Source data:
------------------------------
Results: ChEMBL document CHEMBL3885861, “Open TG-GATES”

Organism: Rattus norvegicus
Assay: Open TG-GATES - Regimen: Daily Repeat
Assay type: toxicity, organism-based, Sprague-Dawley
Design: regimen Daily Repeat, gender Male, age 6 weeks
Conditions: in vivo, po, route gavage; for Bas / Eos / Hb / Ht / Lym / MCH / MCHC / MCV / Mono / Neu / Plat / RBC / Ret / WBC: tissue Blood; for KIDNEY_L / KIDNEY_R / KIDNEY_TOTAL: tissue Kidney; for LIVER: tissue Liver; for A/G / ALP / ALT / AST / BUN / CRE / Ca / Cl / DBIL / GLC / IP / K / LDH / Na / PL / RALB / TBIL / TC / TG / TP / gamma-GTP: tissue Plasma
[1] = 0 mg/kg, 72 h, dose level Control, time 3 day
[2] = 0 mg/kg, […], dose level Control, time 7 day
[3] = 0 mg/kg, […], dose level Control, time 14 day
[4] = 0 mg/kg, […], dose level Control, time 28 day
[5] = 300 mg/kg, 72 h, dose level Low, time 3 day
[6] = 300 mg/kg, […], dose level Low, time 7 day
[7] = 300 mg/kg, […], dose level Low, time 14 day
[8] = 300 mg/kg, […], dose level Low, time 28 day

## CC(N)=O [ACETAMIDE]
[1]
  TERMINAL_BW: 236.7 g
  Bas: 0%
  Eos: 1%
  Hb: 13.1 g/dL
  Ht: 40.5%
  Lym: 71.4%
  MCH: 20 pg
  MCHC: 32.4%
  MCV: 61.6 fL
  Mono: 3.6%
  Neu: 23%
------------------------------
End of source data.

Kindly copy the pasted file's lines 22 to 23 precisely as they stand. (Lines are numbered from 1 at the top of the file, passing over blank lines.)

  Lym: 71.4%
  MCH: 20 pg